Pro-care manages to survive chopping block
Last year, President George Bush proposed a $400 million budget cut. When the cut was enacted to eliminate many of the after school programs in the United States, few realized what it would do locally in Carbon County.
Last spring, it was apparent that the cuts would have an effect locally. Pro-care announced that the latchkey type of program for children would not exist unless funding could be obtained for the coming year.
That was a blow to a lot of working single parents as well as some duo paycheck households that relied on a program that took care of children between the time school was out in the afternoon and the time when they were able to get off work to pick up the youngsters.
The debate last spring about the utility of the program was fierce. U.S. Education Department officials said studies have shown that the federally funded programs had not improved students' academic grades, had not discouraged drug use and did not make children feel any safer.
Deputy Education Secretary William Hansen pointed out that the goal of the money provided initially was to improve academics. But it wasn't a good idea to spend "$1 billion on what amounts to day care ...," said Hansen.
At a Carbon County School District board meeting in May, parents flocked to the gathering pleading with the district's board to help keep the program going, but to no avail. The Carbon Board of Education felt the district did not have the funds to support the program. If more money could not be found, the program would not exist for the 2003-2004 school year.
In August, the school district approached the county commission about helping resolve the situation.
School district superintendent David Armstrong and interagency health representative April Durrant asked the commission to allocate some of the county's payment in lieu of taxes money for the program.
The money is paid to the county because of the federal government's vast ownership of land in the local area. Federal public lands are not placed on the tax rolls.
Money for many programs was requested at the meeting, but the main emphasis of the pair's presentation focused on providing the after school program funds.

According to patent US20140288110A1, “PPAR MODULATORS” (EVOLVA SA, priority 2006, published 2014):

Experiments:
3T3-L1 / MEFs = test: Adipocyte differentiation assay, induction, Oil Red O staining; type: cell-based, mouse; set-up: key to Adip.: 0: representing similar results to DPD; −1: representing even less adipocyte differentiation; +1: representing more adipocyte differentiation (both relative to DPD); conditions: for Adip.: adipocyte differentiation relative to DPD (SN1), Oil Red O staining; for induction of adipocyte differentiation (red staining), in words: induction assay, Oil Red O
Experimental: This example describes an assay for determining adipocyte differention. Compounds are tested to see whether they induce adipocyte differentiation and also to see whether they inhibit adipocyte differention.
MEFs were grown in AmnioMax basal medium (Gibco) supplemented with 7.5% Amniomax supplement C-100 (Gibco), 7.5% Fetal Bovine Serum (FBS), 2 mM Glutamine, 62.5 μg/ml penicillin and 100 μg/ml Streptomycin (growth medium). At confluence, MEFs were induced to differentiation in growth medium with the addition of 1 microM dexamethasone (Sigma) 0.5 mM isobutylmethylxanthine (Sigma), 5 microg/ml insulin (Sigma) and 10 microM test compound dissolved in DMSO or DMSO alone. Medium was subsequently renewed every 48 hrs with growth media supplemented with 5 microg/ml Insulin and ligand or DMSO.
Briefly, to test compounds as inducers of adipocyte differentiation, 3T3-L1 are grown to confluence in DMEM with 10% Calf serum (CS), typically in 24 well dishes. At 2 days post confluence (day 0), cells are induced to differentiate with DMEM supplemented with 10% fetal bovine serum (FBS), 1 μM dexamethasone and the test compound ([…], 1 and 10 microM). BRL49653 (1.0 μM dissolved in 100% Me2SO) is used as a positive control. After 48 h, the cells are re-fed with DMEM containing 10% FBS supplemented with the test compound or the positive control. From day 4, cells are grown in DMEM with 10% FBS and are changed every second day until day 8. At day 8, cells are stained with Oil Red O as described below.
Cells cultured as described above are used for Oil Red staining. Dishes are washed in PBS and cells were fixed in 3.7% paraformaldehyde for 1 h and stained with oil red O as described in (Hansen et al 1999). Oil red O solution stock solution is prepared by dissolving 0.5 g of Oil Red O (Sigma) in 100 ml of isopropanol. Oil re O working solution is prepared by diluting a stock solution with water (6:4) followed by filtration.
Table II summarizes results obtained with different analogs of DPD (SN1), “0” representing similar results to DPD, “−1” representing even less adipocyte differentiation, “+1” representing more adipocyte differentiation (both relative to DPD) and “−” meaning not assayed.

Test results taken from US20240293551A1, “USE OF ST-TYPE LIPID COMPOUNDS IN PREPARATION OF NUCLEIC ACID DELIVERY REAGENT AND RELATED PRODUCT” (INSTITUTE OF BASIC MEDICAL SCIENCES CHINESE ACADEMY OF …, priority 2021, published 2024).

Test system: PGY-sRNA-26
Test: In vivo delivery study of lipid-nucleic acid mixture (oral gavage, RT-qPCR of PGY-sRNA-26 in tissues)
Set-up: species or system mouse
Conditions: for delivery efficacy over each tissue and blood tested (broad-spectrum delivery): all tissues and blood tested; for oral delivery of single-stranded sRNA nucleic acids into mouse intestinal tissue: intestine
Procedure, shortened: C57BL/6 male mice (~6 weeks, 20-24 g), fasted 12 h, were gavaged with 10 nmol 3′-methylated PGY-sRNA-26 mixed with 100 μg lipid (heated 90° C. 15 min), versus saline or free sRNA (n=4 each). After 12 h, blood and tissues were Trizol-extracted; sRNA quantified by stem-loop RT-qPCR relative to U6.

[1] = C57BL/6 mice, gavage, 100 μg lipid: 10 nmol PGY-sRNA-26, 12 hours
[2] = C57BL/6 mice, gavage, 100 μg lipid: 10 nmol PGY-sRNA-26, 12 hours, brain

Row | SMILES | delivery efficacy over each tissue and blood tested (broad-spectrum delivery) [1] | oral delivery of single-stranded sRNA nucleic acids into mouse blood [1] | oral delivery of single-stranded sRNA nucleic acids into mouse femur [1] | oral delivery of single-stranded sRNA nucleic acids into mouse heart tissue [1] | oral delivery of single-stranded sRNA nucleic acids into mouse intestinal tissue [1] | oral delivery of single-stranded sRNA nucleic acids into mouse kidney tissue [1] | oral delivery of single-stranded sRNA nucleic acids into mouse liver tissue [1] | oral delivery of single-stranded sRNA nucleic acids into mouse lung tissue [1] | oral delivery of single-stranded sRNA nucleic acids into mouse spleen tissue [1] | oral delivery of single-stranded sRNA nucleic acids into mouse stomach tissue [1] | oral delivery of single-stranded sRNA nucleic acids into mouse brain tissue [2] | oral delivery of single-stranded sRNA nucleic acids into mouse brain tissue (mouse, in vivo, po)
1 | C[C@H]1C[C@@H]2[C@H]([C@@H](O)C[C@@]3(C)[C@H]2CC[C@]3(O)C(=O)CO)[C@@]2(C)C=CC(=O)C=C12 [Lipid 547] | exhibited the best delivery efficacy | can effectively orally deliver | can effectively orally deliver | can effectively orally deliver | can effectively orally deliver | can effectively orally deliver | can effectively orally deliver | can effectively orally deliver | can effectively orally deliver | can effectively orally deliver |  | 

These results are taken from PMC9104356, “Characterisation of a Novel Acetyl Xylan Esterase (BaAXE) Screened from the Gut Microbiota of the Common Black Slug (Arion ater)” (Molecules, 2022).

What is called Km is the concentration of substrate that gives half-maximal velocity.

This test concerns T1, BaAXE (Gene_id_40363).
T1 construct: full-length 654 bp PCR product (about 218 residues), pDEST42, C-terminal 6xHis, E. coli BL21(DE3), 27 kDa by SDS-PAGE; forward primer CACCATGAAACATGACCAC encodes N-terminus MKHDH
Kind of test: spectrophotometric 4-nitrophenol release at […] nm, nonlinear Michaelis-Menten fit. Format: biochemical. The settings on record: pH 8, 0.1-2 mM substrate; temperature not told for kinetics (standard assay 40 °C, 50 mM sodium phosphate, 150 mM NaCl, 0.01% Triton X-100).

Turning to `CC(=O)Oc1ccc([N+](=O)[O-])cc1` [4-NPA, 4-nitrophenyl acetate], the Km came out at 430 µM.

"We are asking for $25,000, just for seed money to get a program up and running again," said Durrant at the commission meeting. "That would help pay for initial start-up costs while we were collecting the tuition from parents whose kids participate."
The district donates "in kind" to the after school program by providing the facilities and giving the students snacks, explained Armstrong.
The commissioners sympathized with the problems faced by the school district. But the lawmakers pointed to the county's present inability to do much to help.
"Everyone seems to have financial woes now," said Commissioner Bill Krompel. "Just two years ago we had a nice surplus in our budgets, but that isn't the way it is now. Our first responsibility is to support our county departments and with the budget so tight, PILT money will be important to us. We hope the budget looks brighter down the road but right now we can make no commitments to the school district."
In the end Commissioner Steve Burge told Armstrong and Durrant that the county would try to find alternative ways to fund the program if they could.
After the meeting Burge sent out letters to a number of people requesting they help the program and then at the next meeting he brought the matter back to the commission.
"So far we have only had one response," he said of his efforts during the meeting. "I think we should give the extra PILT money we received this year to the program."
But commissioners couldn't come to a consensus on the money to give, or to even give it at all. In the end they voted to see what other support would come in and then see if they could contribute.
Things looked bleak for the program, particularly when school started and not one of the schools that had the program last year opened the year with it going.
But that all changed last week, when officials at the Local Interagency Council (LIC) were able to put together some money to at least start it up for this year at one school.
"With some donations we have had and some left over funds from last years program we have been able to piece together enough to open one after school program," said Durrant. "We're hoping things work out and we will be able to open more soon."
That program will begin on Oct. 6 at Castle Heights Elementary School. According to officials this site was selected because of the high enrollment the program has had at the school in the past and the fact that parents there had consistently paid their "tuition" for their children to be in the program.
Durrant pointed out that Pro-Care will operate on the extended hours. The program will operate between 2:35 p.m. and 6 p.m. Monday through Thursday and on Fridays it will run from 1:35 p.m. until 6 p.m.
Part of the problem is nearly $3,000 of unpaid tuition remains outstanding from last year and that is part of what put the program in the hole for start-up this school year.
The new setup will require parents to pay the tuition in advance. Enrollment forms are available at Castle Heights Elementary or interested parties may call Durrant at 613-3145.